The pair designed experiments with artificial nest sites to evaluate the ants' decision-making abilities. Both colonies and individual ants were given two levels of tasks. Ants had to choose between two nests, or they had to choose among eight nests. In both experiments, half the nests were unsuitable. Nests are frequently chosen based on entrance and cavity size, as well as darkness and other features. Researchers discovered that individual ants made much worse decisions when faced with eight options rather than two, meaning that they experienced cognitive overload. Colonies, on the other hand, did equally well with either two or eight options, showing that they could handle the harder problem as a collective.

The study shows what Pratt believes to be the answer to two questions: What do you get out of being a collective intelligence? And secondly, why and how is a group smarter than an individual?

"Living in a group is costly in many ways, so ants must get some benefit from doing it," said Pratt. "By sharing the burden of decision-making, colonies avoid the mistakes that a solitary animal makes when taking on too much information. What's great about these ants is that we can see exactly how they do this, by making sure that no ant has to process more information than it is able to."

Pratt added that this is one problem ants can solve, but that there are other problems ants face that we might be able to learn from.

"What we really want is a more complete understanding as to how this society works as a kind of distributed brain," Pratt said. He believes their research may provide insight into how to handle information excess in society and will have applications in collective robotics.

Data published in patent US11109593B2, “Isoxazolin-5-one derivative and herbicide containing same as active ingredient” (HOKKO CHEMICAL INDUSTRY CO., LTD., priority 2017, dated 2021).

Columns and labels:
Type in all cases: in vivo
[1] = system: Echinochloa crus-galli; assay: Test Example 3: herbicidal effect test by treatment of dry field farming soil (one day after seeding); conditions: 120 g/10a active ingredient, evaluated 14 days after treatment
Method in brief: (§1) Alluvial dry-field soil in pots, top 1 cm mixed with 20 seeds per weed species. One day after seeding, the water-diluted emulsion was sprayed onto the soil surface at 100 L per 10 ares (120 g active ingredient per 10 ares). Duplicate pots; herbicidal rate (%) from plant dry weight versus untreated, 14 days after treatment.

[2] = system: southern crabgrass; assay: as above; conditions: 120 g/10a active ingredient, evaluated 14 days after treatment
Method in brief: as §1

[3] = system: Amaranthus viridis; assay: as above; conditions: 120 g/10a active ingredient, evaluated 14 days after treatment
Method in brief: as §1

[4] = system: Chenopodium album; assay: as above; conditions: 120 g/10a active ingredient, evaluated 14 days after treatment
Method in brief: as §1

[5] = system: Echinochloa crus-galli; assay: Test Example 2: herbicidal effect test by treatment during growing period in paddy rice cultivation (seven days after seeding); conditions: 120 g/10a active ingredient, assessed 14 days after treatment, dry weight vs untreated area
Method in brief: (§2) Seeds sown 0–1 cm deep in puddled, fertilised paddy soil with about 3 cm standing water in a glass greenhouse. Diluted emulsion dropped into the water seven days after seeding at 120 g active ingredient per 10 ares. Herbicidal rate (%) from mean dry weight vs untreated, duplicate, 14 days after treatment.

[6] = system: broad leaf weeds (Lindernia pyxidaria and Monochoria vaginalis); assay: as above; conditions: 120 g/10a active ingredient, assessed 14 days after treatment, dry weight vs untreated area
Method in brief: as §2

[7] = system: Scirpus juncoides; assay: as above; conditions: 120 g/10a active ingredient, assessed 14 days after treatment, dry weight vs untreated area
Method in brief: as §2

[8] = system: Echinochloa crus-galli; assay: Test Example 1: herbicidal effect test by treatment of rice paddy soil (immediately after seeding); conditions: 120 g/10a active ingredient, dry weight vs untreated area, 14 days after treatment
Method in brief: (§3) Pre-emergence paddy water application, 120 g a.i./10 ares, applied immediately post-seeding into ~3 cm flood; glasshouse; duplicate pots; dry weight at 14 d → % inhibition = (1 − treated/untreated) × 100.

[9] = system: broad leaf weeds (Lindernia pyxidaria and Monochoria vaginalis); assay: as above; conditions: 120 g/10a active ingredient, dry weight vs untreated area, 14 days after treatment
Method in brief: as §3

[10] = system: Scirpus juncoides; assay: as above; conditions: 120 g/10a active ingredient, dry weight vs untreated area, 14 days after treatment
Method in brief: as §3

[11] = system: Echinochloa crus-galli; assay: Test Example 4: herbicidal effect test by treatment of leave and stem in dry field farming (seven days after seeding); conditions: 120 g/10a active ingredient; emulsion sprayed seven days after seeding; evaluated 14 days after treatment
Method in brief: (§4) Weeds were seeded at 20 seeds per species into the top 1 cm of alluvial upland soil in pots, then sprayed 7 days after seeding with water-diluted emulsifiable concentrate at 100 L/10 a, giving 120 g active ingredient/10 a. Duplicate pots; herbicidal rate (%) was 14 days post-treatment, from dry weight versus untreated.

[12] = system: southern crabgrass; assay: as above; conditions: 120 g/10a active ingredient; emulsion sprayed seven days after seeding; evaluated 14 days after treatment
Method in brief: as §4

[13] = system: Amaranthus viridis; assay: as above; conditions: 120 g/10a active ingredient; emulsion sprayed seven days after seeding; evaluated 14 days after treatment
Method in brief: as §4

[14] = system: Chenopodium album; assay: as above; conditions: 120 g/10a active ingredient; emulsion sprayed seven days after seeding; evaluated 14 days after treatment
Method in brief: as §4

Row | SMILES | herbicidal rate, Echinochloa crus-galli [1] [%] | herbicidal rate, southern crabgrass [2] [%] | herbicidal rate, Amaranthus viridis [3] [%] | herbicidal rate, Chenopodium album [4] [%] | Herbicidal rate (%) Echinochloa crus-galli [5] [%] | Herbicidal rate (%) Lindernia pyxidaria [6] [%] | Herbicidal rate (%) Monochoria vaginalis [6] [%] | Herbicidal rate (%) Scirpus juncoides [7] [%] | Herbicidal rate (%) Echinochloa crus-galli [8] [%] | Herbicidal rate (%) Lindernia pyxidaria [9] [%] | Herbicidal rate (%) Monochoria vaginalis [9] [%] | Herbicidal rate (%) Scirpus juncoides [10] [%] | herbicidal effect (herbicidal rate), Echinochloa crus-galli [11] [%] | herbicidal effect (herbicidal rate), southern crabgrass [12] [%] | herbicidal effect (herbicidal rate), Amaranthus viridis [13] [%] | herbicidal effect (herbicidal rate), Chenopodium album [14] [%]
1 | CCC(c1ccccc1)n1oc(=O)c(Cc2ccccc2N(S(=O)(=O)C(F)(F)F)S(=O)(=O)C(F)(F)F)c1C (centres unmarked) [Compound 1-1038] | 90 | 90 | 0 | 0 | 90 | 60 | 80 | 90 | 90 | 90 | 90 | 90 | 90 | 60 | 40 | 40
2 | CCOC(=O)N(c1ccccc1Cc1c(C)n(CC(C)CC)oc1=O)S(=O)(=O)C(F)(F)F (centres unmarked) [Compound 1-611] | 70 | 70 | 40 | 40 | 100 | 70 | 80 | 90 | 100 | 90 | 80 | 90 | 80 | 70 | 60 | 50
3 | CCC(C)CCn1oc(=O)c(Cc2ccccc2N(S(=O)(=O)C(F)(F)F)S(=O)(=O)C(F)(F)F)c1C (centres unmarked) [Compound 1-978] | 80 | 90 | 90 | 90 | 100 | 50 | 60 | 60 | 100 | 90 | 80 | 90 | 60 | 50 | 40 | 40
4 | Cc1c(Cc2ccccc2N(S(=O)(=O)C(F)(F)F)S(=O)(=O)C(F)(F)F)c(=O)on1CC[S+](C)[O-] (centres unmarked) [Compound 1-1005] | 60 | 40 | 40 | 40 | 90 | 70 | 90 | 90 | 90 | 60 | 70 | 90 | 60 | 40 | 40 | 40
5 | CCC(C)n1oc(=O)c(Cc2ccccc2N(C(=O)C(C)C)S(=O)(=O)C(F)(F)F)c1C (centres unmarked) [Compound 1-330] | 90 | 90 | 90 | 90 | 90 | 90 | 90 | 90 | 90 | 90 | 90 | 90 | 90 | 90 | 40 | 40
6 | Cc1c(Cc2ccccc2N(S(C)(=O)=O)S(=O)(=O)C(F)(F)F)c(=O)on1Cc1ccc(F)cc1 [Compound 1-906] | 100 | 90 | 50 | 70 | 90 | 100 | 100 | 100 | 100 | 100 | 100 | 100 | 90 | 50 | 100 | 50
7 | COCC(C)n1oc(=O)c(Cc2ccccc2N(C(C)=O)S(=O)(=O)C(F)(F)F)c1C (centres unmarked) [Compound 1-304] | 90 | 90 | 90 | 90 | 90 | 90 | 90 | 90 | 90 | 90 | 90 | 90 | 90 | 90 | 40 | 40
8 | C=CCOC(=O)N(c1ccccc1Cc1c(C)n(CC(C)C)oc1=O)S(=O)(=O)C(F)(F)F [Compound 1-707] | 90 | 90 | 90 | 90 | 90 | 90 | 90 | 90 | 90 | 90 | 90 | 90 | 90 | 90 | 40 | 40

This study was supported by grants from the National Science Foundation (1012029) and the Arizona State University Graduate Research Support Program.


Story Source:

The above story is based on materials provided by Arizona State University College of Liberal Arts and Sciences. Note: Materials may be edited for content and length.


Cite This Page:

Arizona State University College of Liberal Arts and Sciences. "Ants share decision-making, lessen vulnerability to 'information overload'." ScienceDaily. ScienceDaily, 24 September 2012. <www.sciencedaily.com/releases/2012/09/120924142436.htm>.
Arizona State University College of Liberal Arts and Sciences. (2012, September 24). Ants share decision-making, lessen vulnerability to 'information overload'. ScienceDaily. Retrieved January 27, 2015 from www.sciencedaily.com/releases/2012/09/120924142436.htm